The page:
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Rule Changes Proposed by Lepage Threaten Private Property Rights in Maine


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An article in the Bangor Daily News discusses Governor Le Page's ambition to strip the Attorney General of authority over state agency rule making processes:

LePage bill would void attorney general’s authority over new rules By Mario Moretto Bangor Daily News
AUGUSTA, Maine — Gov. Paul LePage has drafted a bill to strip the attorney general of authority over the rulemaking process used by state agencies to implement laws approved by the Legislature.
LePage has criticized judgments by Attorney General Janet Mills that some regulations he wanted were illegal. Rather than accept his lawyer’s legal advice, the governor would eliminate the requirement that she sign off on new state agency rules.
........The bill represents the latest salvo in a long battle between LePage, a Republican, and Mills, a Democrat. Currently, the AG must approve the “form and legality” of any state agency’s new rule or regulation, but the bill would limit Mills to an advisory role only.
........ It’s wrong, LePage says, for an attorney general chosen by the Legislature to have “veto power” over the policy goals of a governor, who is elected by voters.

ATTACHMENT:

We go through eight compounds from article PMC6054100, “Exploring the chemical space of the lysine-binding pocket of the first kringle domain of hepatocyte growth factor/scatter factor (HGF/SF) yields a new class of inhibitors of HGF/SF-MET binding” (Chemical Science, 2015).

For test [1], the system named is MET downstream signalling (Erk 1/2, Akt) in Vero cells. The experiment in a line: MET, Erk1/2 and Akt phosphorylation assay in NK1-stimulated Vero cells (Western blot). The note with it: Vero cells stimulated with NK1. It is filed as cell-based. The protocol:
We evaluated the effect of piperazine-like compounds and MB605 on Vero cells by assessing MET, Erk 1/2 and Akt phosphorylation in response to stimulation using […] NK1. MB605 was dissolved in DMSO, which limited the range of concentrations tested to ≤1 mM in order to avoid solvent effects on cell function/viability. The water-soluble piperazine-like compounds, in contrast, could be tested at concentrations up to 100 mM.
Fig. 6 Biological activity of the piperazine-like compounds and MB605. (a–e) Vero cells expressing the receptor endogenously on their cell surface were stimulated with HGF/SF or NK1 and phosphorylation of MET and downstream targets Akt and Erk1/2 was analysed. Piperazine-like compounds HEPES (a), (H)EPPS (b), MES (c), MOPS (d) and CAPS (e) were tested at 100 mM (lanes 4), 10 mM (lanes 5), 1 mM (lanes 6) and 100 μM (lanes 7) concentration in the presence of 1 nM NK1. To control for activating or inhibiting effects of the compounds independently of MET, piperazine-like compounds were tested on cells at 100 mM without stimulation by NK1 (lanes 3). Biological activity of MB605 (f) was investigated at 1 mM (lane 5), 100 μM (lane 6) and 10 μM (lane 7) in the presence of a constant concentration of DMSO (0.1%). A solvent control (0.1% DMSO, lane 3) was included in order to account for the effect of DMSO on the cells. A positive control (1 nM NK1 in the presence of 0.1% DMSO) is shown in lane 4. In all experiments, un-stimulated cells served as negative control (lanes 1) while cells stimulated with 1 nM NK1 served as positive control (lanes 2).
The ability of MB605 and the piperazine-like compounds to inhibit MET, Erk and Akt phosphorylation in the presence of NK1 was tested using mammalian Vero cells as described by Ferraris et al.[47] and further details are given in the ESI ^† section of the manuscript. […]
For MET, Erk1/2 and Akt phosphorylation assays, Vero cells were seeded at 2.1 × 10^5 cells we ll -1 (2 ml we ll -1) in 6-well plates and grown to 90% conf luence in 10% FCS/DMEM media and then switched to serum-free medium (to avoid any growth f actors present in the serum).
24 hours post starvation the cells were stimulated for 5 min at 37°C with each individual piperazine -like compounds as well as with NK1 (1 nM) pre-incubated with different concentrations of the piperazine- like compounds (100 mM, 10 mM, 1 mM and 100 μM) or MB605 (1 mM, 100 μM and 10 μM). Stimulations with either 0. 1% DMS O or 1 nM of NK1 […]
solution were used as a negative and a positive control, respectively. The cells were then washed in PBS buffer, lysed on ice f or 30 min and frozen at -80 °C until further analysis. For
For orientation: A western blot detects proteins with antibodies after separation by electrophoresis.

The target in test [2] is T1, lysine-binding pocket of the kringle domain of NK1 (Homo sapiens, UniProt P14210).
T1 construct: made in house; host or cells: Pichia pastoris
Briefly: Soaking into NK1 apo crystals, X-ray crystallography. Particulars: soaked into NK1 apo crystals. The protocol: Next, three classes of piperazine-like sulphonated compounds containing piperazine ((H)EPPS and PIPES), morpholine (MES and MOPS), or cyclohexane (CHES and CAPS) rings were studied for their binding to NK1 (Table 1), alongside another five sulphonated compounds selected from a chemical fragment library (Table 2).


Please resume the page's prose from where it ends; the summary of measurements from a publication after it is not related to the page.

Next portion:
This article presents points of view on why the Governor threatens the checks and balances of governmental power with his proposed changes to the rule making process.

The article does not mention one particual new rule that LePage is proposing in this act, which underscores why we need an Attorney General with an concern for our constitution to reign in a politician like LePage

An Act To Improve the Maine Administrative Procedure Act

2 Sec. 1. 5 MRSA §8052, sub-§7, as amended by PL 1995, c. 373, §3, is repealed and the following enacted in its place:
LePage's changes add the following:
9. Adoption of a rule expected to result in taking of private property. An agency  may not adopt a rule if it is reasonably expected to result in a taking of private property  under the Constitution of Maine unless such a result is directed by law or sufficient  procedures exist in law or in the proposed rule to allow for a variance designed to avoid  such a taking. (emphasis mine)
This begins by saying (under the Constitution of Maine) a rule cannot be adopted if expected to result in taking of private property - as if it is intended to protect private property and then it says "unless such a result is directed by law or......." 

 "Under the Constitution of Maine"  is placed at the end of the first sentence rather than at the beginning lessening its importance as if only an afterthought.

The Constitution of Maine already protects private property. This rule is not written in protection of private property but to extend the power of government to take private property merely by writing a law that directs private property to be taken.In other words it claims that stutory law can over ride constitutional law.

This rule literally says that stutory law can be used to overwrite the constitution's protection of private property mirroring the statutory overwrite of  constitutional requirements for the placement of fiscal information accompanying bond questions on the ballot also occuring during the Lepage administration and which LePage did not veto.

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